Although HB 2532 was supported by UW President Michael Young and UW students, it was opposed by the Association of Washington Business and the biotech and interactive media industries. The AWB suggested that the measure was really a tax bill and would require a super majority to pass. Microsoft broke ranks and spoke for it. After hearing testimony, the committee took no action on the bill.
The B & O credit, which is capped at $2 million per recipient per year, has been on the books since 1995 and costs the state about $30 million annually. It was adopted with another high-tech break that allows a sales tax exemption for buildings and equipment used in several categories of R & D. The two breaks together will reduce general fund revenues by an estimated $114 million between 2013-15.
From 1995 to 2012, Microsoft built 98 separate R & D centers in Redmond and at other sites in the Seattle area. It received the sales tax exemption for these facilities at an estimated total cost to the state of $296 million. When the B & O credit is added, state taxpayers paid Microsoft about $20 million per year over that period.
Neither of the R & D breaks requires a showing of financial need, so even wealthy and well-established corporations such as Microsoft qualify. Microsoft, in 2011 had reserve funds totaling $53 billion available for investment, so it’s a safe bet that it would have made R & D investments without these breaks.
The Department of Revenue’s several reviews of the R & D breaks have failed to find that they are effective economic development tools.
Most recently the Joint Legislative Audit and Review Committee (JLARC) commissioned an econometric review of the B & O credit by independent consultants. The reviewers, from the Upjohn Institute, reached no definitive conclusion as to whether the credit should be continued. But they did indicate that its costs likely exceed benefits to a substantial degree based on their earlier study of a Michigan credit program:
Bills to improve the tax break review and accountability process mostly fared no better than those directed at curtailing specific breaks. They included:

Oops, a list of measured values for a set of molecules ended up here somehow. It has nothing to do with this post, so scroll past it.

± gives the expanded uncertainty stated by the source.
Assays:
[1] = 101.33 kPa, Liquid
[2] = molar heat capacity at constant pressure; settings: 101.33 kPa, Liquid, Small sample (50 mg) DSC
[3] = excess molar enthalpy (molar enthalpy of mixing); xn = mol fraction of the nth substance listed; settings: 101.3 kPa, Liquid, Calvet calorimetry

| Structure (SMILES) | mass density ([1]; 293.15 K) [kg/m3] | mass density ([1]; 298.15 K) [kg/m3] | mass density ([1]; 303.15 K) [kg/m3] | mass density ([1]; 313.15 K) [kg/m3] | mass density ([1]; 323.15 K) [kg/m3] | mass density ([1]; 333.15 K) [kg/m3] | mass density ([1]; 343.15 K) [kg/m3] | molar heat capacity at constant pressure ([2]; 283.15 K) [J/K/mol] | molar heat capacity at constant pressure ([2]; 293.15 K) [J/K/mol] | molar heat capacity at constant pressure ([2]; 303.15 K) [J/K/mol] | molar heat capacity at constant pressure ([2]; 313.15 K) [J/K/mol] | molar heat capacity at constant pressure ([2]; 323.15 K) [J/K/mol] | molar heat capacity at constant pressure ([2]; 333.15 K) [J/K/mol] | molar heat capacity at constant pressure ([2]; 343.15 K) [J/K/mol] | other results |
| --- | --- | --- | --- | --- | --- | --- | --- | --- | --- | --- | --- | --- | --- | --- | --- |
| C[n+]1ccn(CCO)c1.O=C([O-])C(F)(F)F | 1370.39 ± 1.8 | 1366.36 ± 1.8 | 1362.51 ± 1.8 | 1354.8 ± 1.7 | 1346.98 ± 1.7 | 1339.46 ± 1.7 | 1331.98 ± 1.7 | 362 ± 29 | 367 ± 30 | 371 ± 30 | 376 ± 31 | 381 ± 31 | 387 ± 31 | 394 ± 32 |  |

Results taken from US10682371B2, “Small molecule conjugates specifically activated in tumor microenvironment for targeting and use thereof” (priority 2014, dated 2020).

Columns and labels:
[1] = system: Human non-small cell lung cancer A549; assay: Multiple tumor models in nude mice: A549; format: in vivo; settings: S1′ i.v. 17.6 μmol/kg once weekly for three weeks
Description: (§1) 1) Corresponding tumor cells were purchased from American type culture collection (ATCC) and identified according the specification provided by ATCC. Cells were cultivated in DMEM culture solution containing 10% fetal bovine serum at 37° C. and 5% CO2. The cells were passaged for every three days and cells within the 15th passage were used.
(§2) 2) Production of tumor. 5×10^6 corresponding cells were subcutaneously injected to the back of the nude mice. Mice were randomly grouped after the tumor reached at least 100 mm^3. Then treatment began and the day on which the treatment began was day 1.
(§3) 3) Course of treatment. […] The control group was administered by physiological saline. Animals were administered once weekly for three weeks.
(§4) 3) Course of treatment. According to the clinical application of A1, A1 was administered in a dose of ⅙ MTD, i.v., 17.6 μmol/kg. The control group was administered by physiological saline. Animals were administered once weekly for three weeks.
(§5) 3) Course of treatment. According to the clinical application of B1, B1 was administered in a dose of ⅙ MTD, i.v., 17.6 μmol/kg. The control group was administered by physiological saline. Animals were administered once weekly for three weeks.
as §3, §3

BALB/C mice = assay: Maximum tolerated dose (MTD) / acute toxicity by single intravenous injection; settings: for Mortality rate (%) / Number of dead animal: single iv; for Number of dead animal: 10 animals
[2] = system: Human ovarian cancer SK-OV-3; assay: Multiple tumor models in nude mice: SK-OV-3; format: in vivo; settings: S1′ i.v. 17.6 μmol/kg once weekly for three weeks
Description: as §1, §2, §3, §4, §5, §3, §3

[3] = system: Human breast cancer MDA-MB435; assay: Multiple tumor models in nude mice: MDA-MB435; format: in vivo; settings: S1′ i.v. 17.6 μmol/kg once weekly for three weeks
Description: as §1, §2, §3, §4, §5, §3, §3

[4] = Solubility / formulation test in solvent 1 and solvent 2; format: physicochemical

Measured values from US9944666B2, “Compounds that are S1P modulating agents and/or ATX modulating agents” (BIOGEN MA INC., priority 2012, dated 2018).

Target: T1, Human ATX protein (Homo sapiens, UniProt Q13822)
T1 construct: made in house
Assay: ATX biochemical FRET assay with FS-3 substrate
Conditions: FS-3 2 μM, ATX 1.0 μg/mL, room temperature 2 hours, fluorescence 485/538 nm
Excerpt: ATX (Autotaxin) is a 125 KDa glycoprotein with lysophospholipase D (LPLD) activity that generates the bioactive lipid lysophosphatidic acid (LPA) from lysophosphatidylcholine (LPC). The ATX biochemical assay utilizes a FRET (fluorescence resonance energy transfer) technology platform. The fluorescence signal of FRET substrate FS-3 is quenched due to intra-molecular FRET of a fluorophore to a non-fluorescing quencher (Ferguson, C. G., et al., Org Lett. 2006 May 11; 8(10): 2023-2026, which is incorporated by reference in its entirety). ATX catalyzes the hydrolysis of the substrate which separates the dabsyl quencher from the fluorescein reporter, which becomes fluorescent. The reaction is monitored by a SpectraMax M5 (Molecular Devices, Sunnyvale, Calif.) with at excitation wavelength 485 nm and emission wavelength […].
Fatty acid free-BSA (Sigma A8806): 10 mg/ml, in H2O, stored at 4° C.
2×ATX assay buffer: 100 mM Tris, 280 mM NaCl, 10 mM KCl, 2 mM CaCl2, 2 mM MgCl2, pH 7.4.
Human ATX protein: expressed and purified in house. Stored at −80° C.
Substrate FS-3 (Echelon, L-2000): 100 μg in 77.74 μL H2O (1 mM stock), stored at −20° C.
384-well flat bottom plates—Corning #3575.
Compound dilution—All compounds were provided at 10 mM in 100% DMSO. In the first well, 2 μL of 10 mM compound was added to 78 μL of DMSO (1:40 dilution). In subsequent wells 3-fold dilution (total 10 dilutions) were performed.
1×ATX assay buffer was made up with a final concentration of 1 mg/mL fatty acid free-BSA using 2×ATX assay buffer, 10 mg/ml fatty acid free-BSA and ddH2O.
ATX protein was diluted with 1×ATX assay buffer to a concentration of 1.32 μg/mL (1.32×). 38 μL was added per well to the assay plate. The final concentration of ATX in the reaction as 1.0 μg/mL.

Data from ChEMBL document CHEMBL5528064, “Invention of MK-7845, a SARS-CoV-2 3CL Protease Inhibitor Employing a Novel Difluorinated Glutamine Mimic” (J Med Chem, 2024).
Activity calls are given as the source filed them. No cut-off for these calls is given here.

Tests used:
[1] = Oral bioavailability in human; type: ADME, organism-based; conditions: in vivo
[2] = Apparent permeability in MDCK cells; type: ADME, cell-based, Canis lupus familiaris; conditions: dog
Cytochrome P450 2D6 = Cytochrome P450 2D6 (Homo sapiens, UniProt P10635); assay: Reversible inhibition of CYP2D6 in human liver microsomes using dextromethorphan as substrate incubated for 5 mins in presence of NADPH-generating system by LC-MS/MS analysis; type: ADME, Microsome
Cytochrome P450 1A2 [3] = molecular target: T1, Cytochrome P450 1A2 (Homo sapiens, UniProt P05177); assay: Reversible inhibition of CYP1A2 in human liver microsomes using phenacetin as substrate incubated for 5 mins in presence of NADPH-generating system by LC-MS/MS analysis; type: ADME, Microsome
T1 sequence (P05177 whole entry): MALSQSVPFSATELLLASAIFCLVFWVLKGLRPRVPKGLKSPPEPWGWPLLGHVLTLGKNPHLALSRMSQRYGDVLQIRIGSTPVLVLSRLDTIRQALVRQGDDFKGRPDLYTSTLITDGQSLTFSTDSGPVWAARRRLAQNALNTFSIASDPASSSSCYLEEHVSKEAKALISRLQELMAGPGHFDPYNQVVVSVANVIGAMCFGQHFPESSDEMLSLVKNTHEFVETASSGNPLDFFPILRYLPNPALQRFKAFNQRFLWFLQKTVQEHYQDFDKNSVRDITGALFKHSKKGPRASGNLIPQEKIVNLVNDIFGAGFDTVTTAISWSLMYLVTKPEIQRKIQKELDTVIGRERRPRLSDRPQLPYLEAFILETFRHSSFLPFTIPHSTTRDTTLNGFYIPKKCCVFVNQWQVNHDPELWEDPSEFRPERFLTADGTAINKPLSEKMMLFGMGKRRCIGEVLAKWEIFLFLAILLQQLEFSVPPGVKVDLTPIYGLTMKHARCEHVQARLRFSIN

- A requirement that a tax expenditure report be produced every two years as part of the Governor's budget. It would include recommendations on tax breaks set to terminate in biennium.
- A requirement that an expiration date and statement of legislative intent accompany every new tax preference.
- A requirement that there be a showing of a net benefit to the state in order to claim a tax break.
Still there were a few baby steps. One bill that did pass, SB 5044, provides more flexibility in conducting reviews by permitting consideration of factors other than the tax break's date of enactment.
Tax preferences can now be grouped by type of industry, economic sector, or policy area, when reviews are scheduled. The Citizen Commission for Performance Measurement of Tax Preferences used this new authority in their 10-year review schedule by grouping health industry preferences for action in 2013.
here are currently 640 tax breaks on the books that have been enacted since 1854 when the state was still a federal territory. The Citizen Commission and JLARC are scheduled to review 569 of these over the next 10 years, including more than 100 that fall into the "business incentive" category. The evaluation process they use needs to be improved so that all breaks, but especially those designed to enhance the state's business climate, are cost-effective.
Tune in next week for part 2 of the series, where we'll look at the ways existing business tax breaks are evaluated.